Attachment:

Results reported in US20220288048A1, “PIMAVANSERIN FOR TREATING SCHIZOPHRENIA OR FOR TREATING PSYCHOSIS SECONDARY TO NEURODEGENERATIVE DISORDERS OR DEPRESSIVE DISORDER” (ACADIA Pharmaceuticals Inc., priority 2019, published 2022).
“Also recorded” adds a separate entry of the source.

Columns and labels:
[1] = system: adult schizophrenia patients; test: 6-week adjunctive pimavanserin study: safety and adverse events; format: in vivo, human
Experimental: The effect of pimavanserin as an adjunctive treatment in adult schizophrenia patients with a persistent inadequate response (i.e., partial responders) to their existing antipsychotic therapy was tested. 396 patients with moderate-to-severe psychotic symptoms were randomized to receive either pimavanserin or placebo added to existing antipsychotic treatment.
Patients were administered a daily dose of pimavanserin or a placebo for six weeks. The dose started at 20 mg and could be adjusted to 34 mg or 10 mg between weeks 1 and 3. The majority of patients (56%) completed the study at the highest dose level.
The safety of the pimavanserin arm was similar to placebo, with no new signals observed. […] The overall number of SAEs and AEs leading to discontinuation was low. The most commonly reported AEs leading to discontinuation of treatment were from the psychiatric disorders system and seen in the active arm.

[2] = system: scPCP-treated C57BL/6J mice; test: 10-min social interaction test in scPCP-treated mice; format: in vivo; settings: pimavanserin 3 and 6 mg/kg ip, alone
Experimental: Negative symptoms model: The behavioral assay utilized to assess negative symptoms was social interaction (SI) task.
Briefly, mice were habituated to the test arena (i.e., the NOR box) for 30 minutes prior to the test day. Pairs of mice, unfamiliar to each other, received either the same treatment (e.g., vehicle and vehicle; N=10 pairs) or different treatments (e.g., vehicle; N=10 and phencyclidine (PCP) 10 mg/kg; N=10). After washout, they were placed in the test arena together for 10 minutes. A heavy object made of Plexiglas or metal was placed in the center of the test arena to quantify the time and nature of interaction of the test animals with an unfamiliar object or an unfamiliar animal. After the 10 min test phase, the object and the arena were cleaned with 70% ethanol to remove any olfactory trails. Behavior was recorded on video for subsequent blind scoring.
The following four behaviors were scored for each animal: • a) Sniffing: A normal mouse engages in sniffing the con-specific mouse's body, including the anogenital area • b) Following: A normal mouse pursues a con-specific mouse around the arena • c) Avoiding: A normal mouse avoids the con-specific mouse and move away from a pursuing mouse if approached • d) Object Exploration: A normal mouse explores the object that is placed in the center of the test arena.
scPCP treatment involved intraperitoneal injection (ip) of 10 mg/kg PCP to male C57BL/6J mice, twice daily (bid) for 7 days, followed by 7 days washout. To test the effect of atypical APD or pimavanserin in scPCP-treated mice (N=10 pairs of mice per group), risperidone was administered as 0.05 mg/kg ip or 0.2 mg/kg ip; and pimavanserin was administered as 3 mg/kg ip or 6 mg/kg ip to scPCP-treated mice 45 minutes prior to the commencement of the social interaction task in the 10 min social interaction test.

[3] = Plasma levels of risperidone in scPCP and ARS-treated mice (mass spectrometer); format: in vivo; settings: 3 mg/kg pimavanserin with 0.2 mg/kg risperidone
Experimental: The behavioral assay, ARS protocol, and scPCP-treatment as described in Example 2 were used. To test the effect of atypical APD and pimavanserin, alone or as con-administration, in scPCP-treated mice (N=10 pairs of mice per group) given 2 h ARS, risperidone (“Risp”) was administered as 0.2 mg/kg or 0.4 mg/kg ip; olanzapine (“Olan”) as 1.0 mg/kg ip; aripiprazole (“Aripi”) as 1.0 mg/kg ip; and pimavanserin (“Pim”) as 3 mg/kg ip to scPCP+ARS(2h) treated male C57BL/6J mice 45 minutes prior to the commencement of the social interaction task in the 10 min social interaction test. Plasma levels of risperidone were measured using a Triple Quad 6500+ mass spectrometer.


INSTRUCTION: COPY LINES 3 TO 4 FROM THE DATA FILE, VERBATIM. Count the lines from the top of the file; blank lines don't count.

Columns and labels:
[1] = system: adult schizophrenia patients; test: 6-week adjunctive pimavanserin study: safety and adverse events; format: in vivo, human